Santorum More Specific, Still Gets a D+

January 05, 2012

The good news is Santorum has gotten more specific about his tax plan since last month when we gave him a D+.  The bad news is... he's gotten more specific. 

Particularly, he now confirms that he supports a hugely differential corporate tax rate of 17.5 percent for all but manufacturers, who would pay zero.  This may be the worst idea of any of the Republican candidates, for the following reasons: 

1)      It is grossly unfair, and I fail to see how this is even politically feasible, since the non-manufacturers would not go along with it (except very cynically, which I'll come to). 

2)      Santorum tries to justify this by claiming a "job multiplier effect" of manufacturing.  I know of no such multiplier, and see no reason to think manufacturing generates more jobs than other industries.  All I can tell is that it might be politically appealing because manufacturing is tangible, and can be seen, as opposed to services, for example.

3)      There would be a tremendous incentive to suddenly claim to be a manufacturer.  This is where support from non-manufacturers might come from.   We have some experience with this, through the manufacturing deduction that went into effect in 2004, which engendered a national conversation on the subtle distinctions between burger flipping and manufacturing.  Ultimately, nearly every industry took and continues to take the manufacturing deduction, based on IRS data.  The biggest beneficiaries aren't even manufacturers, as designated by the IRS, but rather in mining, agricultural production, publishing, motion picture and sound recording, and broadcasting.  For no industry does the manufacturing deduction amount to even 1 percent of all deductions, so we could expect a much bigger effect of such a grossly differential corporate rate.  It would likely result in everyone claiming to be a manufacturer.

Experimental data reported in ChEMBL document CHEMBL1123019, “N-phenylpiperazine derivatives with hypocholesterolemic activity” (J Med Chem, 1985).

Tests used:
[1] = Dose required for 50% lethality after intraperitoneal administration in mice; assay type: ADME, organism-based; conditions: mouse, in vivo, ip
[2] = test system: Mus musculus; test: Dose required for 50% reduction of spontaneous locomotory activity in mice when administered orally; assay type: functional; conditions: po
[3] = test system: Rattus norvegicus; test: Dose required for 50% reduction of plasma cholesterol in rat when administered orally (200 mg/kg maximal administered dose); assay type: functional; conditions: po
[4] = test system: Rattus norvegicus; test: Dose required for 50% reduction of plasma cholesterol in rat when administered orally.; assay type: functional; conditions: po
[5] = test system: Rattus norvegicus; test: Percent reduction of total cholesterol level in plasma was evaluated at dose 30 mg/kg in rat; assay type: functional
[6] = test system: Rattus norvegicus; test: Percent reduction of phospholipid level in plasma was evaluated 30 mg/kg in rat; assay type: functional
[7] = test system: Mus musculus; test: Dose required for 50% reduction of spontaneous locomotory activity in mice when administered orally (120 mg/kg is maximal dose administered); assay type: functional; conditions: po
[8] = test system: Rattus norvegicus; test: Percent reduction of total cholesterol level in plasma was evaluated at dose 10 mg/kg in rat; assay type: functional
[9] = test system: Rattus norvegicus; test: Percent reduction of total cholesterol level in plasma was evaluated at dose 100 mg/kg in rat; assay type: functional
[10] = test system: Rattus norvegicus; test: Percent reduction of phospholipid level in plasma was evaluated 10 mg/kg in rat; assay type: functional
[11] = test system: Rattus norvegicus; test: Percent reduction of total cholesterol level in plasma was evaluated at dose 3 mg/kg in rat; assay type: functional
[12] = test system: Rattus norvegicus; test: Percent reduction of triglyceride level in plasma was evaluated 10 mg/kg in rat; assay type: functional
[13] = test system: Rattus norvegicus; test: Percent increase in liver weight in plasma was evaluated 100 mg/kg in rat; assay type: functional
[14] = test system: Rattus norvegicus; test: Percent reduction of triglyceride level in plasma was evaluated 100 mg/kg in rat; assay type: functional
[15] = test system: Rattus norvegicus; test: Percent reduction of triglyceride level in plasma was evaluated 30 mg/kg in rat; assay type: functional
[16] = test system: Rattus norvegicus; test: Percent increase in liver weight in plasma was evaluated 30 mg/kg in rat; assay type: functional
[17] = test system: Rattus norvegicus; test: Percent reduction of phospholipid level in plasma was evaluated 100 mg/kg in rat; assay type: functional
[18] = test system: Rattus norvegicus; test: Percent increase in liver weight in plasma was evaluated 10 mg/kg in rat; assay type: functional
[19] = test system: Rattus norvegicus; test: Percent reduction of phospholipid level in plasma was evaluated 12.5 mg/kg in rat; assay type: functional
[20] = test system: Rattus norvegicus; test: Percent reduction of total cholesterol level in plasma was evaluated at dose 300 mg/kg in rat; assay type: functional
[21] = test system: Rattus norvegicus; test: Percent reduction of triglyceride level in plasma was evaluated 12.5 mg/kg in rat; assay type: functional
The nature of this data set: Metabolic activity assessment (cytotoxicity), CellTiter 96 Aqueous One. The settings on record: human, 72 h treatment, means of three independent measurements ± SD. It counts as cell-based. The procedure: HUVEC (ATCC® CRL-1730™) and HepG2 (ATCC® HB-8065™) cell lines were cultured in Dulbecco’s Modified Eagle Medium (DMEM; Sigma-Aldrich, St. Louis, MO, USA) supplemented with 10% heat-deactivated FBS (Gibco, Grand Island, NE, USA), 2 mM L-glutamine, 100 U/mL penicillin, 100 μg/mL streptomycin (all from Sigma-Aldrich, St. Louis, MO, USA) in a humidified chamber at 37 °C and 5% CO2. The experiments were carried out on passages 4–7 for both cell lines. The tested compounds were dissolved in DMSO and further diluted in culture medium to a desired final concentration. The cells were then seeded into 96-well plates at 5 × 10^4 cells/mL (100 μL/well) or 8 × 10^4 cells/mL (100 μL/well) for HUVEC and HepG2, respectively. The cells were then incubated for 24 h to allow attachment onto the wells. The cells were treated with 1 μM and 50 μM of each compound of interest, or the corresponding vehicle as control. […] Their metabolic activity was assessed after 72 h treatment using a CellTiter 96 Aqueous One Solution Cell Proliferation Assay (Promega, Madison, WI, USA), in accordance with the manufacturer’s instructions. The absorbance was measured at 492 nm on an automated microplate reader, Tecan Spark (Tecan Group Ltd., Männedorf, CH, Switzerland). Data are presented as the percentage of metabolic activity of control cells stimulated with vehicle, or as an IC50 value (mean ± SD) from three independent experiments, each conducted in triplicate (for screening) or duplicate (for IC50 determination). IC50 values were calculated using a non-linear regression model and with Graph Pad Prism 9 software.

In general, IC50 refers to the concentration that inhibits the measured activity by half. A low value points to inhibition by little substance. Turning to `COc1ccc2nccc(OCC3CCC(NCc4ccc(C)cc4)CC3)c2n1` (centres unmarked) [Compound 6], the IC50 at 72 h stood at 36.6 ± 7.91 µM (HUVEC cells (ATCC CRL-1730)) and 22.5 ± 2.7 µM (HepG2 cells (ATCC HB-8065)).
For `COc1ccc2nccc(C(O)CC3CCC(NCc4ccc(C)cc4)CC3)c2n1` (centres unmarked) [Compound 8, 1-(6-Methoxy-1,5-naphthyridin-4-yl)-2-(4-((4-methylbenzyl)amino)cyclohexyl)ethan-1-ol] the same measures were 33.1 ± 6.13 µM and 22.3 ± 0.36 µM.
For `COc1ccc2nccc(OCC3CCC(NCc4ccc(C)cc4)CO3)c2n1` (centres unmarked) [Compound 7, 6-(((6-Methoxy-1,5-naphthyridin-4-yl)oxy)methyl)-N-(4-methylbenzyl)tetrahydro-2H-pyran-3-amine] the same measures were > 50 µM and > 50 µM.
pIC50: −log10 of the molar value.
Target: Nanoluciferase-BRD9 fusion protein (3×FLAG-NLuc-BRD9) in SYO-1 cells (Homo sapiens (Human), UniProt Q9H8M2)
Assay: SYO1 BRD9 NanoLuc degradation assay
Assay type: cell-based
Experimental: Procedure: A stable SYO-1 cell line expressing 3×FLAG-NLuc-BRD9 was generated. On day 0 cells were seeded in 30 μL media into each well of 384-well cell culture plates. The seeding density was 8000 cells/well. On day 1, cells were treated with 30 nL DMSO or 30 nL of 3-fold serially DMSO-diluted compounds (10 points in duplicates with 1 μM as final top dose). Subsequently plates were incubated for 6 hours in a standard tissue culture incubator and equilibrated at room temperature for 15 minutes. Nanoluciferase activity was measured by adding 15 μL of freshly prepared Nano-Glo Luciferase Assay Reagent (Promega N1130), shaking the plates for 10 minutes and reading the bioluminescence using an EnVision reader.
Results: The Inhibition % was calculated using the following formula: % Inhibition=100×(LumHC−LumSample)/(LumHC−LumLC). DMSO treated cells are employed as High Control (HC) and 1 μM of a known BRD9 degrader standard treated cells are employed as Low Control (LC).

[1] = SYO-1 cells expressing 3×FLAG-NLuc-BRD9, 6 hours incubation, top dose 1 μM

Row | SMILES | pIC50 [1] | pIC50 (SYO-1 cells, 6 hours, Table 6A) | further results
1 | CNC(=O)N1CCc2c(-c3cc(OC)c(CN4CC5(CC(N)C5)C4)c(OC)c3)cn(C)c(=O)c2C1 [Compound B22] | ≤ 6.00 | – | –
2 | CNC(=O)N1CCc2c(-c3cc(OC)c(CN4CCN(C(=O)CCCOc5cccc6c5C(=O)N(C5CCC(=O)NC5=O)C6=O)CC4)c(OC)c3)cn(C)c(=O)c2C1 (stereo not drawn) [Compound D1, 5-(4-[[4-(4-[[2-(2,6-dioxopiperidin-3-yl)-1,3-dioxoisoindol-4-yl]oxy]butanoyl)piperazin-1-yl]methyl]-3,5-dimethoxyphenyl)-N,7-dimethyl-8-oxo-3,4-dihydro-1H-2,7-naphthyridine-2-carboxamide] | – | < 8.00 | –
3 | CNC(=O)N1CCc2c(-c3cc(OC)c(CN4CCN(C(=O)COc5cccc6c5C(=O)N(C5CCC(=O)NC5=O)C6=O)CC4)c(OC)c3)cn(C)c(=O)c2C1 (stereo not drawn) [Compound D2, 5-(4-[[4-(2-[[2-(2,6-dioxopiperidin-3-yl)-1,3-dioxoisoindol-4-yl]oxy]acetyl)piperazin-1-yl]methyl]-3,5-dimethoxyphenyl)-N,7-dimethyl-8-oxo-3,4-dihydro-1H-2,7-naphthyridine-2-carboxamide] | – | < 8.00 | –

To his credit, Santorum is now planning, as are the other candidates, to move to a system of territorial taxation, meaning exemption of the foreign profits of U.S. corporations.  However, Santorum here also favors manufacturers, exempting only those repatriated profits that are "invested for manufacturers equipment investment", while other profits would be subject to a rate of 5.25 percent. 

On the individual side, Santorum has gotten more specific, calling for a two rate system of 10 percent and 28 percent.  We still don't know how the brackets are defined, i.e. who pays these rates.  That's kind of important.  It does mean necessarily the top rate would be reduced from 35 percent, so that would increase long-term economic growth, but the degree to which we can't say without more specifics.

He's also calling for a tripling of the personal deduction for each child.  This is obviously a big tax cut, and might spur growth, or it might just spur child making.  It certainly would complicate the code further, make it less fair and neutral across taxpayers, and push more taxpayers off the tax rolls such that likely a majority of tax filers would pay no tax.  That last one's a serious concern in a democracy controlled by majority rule.

He also plans to reduce taxes on capital gains and dividends from the current 15 percent to 12 percent.  That seems almost inconsequential and certainly timid compared to most of the other candidates who are proposing to eliminate these taxes all together.

Overall, Santorum has improved his grade not at all.  Still a D+.

Follow William McBride on Twitter @EconoWill

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